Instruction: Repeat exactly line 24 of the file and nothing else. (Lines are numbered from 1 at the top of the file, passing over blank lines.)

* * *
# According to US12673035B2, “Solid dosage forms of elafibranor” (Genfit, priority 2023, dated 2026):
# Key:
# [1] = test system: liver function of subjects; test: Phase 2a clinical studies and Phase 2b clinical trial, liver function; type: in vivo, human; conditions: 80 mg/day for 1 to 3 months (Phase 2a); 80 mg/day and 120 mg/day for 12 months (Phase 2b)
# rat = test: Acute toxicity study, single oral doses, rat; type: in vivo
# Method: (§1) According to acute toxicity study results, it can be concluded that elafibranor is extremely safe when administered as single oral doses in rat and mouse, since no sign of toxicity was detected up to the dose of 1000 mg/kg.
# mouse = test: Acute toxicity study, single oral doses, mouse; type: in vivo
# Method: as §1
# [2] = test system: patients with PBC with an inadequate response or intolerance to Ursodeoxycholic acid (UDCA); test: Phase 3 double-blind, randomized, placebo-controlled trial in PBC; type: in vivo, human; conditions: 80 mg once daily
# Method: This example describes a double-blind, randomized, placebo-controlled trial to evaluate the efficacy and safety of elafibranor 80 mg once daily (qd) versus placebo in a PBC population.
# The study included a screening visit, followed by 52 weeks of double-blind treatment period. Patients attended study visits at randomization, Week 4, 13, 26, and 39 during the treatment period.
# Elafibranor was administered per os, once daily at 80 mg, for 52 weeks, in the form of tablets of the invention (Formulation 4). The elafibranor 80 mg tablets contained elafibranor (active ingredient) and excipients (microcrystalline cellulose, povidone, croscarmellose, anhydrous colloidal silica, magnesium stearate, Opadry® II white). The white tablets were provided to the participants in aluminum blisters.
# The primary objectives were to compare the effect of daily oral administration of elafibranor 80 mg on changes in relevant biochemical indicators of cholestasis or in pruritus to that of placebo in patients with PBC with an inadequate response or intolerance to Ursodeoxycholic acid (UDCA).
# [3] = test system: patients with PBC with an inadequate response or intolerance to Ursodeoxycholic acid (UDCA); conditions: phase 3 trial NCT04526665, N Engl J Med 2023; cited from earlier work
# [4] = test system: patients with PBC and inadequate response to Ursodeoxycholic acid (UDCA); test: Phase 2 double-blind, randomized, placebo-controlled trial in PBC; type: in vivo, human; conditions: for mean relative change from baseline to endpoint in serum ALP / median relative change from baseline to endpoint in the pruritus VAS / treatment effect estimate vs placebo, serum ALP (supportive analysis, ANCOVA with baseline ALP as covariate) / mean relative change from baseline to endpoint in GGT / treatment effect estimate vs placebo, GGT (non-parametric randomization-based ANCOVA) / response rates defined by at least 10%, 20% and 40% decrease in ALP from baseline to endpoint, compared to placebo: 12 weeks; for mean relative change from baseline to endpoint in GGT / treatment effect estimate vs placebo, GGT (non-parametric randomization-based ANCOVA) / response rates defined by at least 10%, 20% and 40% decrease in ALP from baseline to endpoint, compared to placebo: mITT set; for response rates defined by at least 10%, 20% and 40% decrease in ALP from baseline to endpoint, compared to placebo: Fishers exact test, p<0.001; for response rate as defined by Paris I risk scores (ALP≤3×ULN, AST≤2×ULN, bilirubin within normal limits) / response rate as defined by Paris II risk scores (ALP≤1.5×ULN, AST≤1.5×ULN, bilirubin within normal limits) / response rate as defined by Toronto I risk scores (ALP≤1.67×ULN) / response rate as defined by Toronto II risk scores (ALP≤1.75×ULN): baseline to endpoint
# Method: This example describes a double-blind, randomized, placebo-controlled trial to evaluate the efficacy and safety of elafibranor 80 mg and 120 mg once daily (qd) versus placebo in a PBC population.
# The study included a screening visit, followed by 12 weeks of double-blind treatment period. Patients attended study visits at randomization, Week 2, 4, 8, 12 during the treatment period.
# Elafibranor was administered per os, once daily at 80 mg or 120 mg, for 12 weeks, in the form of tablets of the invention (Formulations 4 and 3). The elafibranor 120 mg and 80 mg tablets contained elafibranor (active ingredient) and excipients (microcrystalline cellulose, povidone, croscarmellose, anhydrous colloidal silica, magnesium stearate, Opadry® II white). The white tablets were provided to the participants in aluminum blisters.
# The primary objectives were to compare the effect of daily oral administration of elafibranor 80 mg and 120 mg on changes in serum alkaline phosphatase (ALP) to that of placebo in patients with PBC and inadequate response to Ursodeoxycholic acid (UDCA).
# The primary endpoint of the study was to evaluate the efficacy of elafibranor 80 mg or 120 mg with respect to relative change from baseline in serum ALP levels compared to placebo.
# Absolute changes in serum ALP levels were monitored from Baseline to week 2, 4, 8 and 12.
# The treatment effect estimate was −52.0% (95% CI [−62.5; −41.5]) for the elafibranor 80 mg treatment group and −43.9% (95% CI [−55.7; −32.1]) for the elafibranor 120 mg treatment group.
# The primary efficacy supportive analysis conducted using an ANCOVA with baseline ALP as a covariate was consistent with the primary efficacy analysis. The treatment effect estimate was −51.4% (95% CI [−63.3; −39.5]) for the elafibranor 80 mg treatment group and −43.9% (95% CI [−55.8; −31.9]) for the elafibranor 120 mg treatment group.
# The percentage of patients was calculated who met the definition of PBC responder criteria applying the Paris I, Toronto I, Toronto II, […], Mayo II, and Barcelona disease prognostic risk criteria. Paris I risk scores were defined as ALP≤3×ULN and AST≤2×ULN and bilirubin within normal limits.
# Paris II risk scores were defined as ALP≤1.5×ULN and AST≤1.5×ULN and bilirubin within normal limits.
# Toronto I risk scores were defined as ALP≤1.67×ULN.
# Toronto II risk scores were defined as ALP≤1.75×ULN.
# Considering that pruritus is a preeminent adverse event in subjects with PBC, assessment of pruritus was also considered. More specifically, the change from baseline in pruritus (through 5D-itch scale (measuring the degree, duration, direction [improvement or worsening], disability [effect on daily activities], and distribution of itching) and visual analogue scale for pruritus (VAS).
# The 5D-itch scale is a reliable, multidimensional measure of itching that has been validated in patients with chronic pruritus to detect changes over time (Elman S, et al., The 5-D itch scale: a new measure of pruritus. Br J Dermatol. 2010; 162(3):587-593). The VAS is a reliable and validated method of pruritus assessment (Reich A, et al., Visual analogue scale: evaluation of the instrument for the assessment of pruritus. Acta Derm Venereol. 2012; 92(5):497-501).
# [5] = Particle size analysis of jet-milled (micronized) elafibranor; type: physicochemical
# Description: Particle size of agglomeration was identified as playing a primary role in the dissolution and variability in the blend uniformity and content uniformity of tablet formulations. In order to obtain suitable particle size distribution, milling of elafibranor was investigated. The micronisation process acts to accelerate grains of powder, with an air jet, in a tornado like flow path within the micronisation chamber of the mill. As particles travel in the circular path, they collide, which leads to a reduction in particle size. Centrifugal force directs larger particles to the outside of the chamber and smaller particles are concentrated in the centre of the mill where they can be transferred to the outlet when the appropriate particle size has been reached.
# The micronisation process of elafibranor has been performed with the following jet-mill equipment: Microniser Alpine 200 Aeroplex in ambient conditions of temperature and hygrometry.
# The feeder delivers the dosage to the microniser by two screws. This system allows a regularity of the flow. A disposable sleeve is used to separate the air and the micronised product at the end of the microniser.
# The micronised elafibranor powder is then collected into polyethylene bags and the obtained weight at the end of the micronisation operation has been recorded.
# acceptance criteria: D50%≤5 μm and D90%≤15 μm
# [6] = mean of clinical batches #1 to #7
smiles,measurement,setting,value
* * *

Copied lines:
# Paris II risk scores were defined as ALP≤1.5×ULN and AST≤1.5×ULN and bilirubin within normal limits.